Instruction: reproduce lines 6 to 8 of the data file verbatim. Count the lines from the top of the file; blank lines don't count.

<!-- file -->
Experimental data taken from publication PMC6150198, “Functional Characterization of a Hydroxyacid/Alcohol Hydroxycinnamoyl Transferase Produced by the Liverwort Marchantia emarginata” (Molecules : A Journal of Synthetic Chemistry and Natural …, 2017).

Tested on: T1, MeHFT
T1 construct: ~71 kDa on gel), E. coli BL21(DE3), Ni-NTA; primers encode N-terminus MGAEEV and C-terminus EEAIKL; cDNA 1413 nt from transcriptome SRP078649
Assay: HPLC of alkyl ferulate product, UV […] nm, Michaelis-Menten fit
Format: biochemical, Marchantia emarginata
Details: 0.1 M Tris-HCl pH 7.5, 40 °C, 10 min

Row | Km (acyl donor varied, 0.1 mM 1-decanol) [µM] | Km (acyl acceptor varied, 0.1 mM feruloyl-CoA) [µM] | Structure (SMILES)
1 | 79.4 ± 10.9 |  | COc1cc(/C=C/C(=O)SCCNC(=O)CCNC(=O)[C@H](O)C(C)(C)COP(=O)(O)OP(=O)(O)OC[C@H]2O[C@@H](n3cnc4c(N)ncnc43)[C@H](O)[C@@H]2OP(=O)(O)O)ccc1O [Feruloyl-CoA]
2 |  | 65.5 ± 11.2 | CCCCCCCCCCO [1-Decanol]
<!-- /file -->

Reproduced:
Details: 0.1 M Tris-HCl pH 7.5, 40 °C, 10 min

Row | Km (acyl donor varied, 0.1 mM 1-decanol) [µM] | Km (acyl acceptor varied, 0.1 mM feruloyl-CoA) [µM] | Structure (SMILES)
1 | 79.4 ± 10.9 |  | COc1cc(/C=C/C(=O)SCCNC(=O)CCNC(=O)[C@H](O)C(C)(C)COP(=O)(O)OP(=O)(O)OC[C@H]2O[C@@H](n3cnc4c(N)ncnc43)[C@H](O)[C@@H]2OP(=O)(O)O)ccc1O [Feruloyl-CoA]